Quantcast

Chevron Issues Corporate Responsibility Greenwashing Report

Energy

Amazon Watch

By Robert Collier

Apparently believing that no outright whopper can't be repeated again and again, Chevron has issued a report bragging about the company's "commitment to respecting global human rights." The 2011 Corporate Responsibility Report, issued May 10, is a glossy, 50-page masterpiece of corporate greenwashing. Here are some of its claims:

  • In Nigeria, Chevron "has delivered more than 200 projects in 425 communities, villages and chiefdoms benefiting some 850,000 people. Chevron launched the Niger Delta Partnership Initiative and announced a five-year, $50 million endowment, including a partnership with USAID, to build capacity and promote long-term economic sustainability."
  • In Angola, Chevron has "committed $4 million over four years to support the Angola Sickle Cell Initiative, the country’s first comprehensive sickle cell treatment program."
  • In Kazakhstan, "Chevron signed a partnership agreement with Nazarbayev University in the country’s capital city, Astana, to provide funds to the Center for Energy Research for studies in energy, the environment and sustainable development, and to provide the Social Development Fund to support young researchers."

What the report doesn't tell you is the underside of these nice projects. For example:

  • Nigeria—Chevron has a long track record of pollution and collusion with government human-rights abuses. Chevron is accused of involvement in the shootings of Nigerian villagers who occupied an offshore barge in 1998 to protest the company's hiring and environmental policies. In January 2012, an explosion and fire at an offshore natural gas well killed two people. As of mid-May, the fire is still burning on the ocean surface as the gas escapes uncontrollably.
  • Angola—Oil leaks and spills from Chevron's facilities continue unabated after many years. Fishing communities along the coast continue to complain that fish stocks have decreased significantly because of the spills and seismic activities, and the compensation process is dysfunctional.
  • Kazakhstan—Residents near Chevron's Karachaganak Field have demanded for compensation and relocation to a safe and environmentally-clean location of its choosing because of years of pollution, causing widespread chronic illnesses.

Not to mention, of course, Chevron's abominable track record in Ecuador, which has made the company a global pariah. Lots more background information on the company's global record is available at our True Cost of Chevron report.

Now, we don't doubt that amid its global depredations, Chevron probably has done a few good things, much like dictatorial governments often have a carefully-buffed kind side. Nor do we assume that everyone working for Chevron has poor intentions. Chevron's more than 600,000 employees around the world surely include many decent, idealistic people. Given the company's immense financial, technical and human resources, the company has the capacity to do a lot of good.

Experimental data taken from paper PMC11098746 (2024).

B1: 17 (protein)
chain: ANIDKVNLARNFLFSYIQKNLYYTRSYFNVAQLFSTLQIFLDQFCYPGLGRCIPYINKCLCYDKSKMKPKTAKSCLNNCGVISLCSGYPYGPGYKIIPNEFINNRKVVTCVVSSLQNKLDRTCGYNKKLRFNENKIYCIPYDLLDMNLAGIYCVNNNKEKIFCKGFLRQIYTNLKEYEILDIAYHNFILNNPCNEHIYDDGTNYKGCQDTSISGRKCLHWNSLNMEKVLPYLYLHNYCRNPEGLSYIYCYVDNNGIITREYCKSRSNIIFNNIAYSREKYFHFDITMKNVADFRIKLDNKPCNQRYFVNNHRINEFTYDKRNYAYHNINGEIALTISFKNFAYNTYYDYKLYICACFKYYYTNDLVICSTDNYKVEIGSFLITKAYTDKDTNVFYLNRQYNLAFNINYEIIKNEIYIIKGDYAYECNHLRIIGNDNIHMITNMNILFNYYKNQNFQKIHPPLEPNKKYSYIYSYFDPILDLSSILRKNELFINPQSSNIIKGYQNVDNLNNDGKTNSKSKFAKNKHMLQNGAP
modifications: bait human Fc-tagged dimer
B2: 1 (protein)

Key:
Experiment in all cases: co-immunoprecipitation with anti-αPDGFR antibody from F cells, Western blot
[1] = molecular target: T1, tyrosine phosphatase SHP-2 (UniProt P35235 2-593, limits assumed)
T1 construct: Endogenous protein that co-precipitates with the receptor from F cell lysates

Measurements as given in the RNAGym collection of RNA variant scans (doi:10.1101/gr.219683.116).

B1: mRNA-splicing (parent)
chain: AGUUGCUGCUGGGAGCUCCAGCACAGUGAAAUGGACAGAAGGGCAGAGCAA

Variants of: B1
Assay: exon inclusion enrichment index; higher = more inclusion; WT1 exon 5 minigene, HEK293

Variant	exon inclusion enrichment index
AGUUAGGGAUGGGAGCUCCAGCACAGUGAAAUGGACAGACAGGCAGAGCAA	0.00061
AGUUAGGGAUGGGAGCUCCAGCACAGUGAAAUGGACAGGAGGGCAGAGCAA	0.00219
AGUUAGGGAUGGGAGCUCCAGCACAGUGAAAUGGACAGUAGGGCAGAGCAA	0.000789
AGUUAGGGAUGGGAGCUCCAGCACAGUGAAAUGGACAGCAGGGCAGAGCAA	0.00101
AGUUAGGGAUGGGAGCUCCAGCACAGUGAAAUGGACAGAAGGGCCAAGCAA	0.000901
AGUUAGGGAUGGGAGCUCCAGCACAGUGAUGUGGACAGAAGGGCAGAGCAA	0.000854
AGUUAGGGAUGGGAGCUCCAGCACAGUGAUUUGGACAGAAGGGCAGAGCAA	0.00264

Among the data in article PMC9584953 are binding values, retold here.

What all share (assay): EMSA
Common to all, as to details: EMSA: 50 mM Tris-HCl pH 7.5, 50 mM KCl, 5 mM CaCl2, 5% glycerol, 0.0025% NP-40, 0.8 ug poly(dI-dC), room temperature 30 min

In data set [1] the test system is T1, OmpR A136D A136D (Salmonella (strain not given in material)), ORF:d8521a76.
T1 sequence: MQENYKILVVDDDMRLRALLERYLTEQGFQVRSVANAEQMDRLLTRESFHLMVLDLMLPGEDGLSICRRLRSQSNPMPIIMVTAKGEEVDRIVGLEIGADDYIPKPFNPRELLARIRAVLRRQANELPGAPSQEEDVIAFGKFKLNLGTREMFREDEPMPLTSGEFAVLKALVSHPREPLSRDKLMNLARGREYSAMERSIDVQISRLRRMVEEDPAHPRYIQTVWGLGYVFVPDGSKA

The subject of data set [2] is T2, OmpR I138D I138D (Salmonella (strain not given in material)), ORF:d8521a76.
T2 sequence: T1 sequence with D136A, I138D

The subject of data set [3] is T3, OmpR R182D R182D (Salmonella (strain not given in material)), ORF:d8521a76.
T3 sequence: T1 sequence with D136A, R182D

Which is why it's such a shame that Chevron's top management has instead chosen the path of pollution, abuse, bluster and shameless propaganda.

For more information, click here.

EcoWatch Daily Newsletter

Yulia Lisitsa / iStock / Getty Images

By Rachael Link, MS, RD

Many people follow the lacto-vegetarian diet for its flexibility and health benefits.

Read More Show Less

By Jared Kaufman

Eating a better diet has been linked with lower levels of heart disease, stroke and type 2 diabetes. But unfortunately 821 million people — about 1 in 9 worldwide — face hunger, and roughly 2 billion people worldwide are overweight or obese, according to the U.N. World Health Organization. In addition, food insecurity is associated with even higher health care costs in the U.S., particularly among older people. To help direct worldwide focus toward solving these issues, the U.N. Sustainable Development Goals call for the elimination of hunger, food insecurity and undernutrition by 2030.

Read More Show Less
Sponsored
Golde Wallingford submitted this photo of "Pure Joy" to EcoWatch's first photo contest. Golde Wallingford

EcoWatch is pleased to announce our third photo contest!

Read More Show Less
Healthline

Made from the freshly sprouted leaves of Triticum aestivum, wheatgrass is known for its nutrient-dense and powerful antioxidant properties.

Read More Show Less

mevans / E+ / Getty Images

The federal agency that manages the Great Barrier Reef issued an unprecedented statement that broke ranks with Australia's conservative government and called for urgent action to reduce greenhouse gas emissions, according to the Guardian.

Read More Show Less
Sponsored

A powerful earthquake struck near Athens, Greece and shook the capital city for 15 seconds on Friday, causing people to run into the streets to escape the threat of falling buildings, NBC News reported.

Read More Show Less
U.S. government scientists concluded in a new report that last month was the hottest June on record. Angelo Juan Ramos / Flickr

By Jessica Corbett

As meteorologists warned Thursday that temperatures above 100°F are expected to impact two-thirds of the country this weekend, U.S. government scientists revealed that last month was the hottest June ever recorded — bolstering calls for radical global action on the climate emergency.

Read More Show Less
Rod Waddington / CC BY-SA 2.0

By John R. Platt

For years now conservationists have warned that many of Madagascar's iconic lemur species face the risk of extinction due to rampant deforestation, the illegal pet trade and the emerging market for the primates' meat.

Yes, people eat lemurs, and the reasons they do aren't exactly what we might expect.

Read More Show Less